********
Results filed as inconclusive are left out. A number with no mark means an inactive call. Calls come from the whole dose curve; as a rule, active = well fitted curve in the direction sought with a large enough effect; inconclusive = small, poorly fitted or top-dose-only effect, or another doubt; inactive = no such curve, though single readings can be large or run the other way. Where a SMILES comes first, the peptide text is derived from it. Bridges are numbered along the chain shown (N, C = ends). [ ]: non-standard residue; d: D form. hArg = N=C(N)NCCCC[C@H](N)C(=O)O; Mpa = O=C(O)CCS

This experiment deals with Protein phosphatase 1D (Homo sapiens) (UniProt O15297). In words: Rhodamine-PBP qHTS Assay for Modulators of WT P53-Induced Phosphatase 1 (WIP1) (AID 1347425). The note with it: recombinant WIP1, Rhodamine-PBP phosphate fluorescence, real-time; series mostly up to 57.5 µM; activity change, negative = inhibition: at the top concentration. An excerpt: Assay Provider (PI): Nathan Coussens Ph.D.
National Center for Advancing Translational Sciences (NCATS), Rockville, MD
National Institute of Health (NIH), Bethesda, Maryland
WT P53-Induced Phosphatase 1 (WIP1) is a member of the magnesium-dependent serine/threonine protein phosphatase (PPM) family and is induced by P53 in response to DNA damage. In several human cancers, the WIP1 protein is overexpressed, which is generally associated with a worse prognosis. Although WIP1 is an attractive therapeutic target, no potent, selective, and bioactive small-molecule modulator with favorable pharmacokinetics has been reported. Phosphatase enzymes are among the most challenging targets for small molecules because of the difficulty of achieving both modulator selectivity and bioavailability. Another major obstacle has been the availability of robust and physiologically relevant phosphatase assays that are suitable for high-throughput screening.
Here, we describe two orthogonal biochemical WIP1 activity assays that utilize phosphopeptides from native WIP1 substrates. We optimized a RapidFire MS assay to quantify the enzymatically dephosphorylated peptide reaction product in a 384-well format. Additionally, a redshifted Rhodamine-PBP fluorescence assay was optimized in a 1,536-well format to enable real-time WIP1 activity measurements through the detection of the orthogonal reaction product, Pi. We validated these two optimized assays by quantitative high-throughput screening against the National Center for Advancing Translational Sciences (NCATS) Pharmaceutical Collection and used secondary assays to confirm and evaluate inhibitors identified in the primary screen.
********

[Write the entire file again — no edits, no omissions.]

Results filed as inconclusive are left out. A number with no mark means an inactive call. Calls come from the whole dose curve; as a rule, active = well fitted curve in the direction sought with a large enough effect; inconclusive = small, poorly fitted or top-dose-only effect, or another doubt; inactive = no such curve, though single readings can be large or run the other way. Where a SMILES comes first, the peptide text is derived from it. Bridges are numbered along the chain shown (N, C = ends). [ ]: non-standard residue; d: D form. hArg = N=C(N)NCCCC[C@H](N)C(=O)O; Mpa = O=C(O)CCS

This experiment deals with Protein phosphatase 1D (Homo sapiens) (UniProt O15297). In words: Rhodamine-PBP qHTS Assay for Modulators of WT P53-Induced Phosphatase 1 (WIP1) (AID 1347425). The note with it: recombinant WIP1, Rhodamine-PBP phosphate fluorescence, real-time; series mostly up to 57.5 µM; activity change, negative = inhibition: at the top concentration. An excerpt: Assay Provider (PI): Nathan Coussens Ph.D.
National Center for Advancing Translational Sciences (NCATS), Rockville, MD
National Institute of Health (NIH), Bethesda, Maryland
WT P53-Induced Phosphatase 1 (WIP1) is a member of the magnesium-dependent serine/threonine protein phosphatase (PPM) family and is induced by P53 in response to DNA damage. In several human cancers, the WIP1 protein is overexpressed, which is generally associated with a worse prognosis. Although WIP1 is an attractive therapeutic target, no potent, selective, and bioactive small-molecule modulator with favorable pharmacokinetics has been reported. Phosphatase enzymes are among the most challenging targets for small molecules because of the difficulty of achieving both modulator selectivity and bioavailability. Another major obstacle has been the availability of robust and physiologically relevant phosphatase assays that are suitable for high-throughput screening.
Here, we describe two orthogonal biochemical WIP1 activity assays that utilize phosphopeptides from native WIP1 substrates. We optimized a RapidFire MS assay to quantify the enzymatically dephosphorylated peptide reaction product in a 384-well format. Additionally, a redshifted Rhodamine-PBP fluorescence assay was optimized in a 1,536-well format to enable real-time WIP1 activity measurements through the detection of the orthogonal reaction product, Pi. We validated these two optimized assays by quantitative high-throughput screening against the National Center for Advancing Translational Sciences (NCATS) Pharmaceutical Collection and used secondary assays to confirm and evaluate inhibitors identified in the primary screen.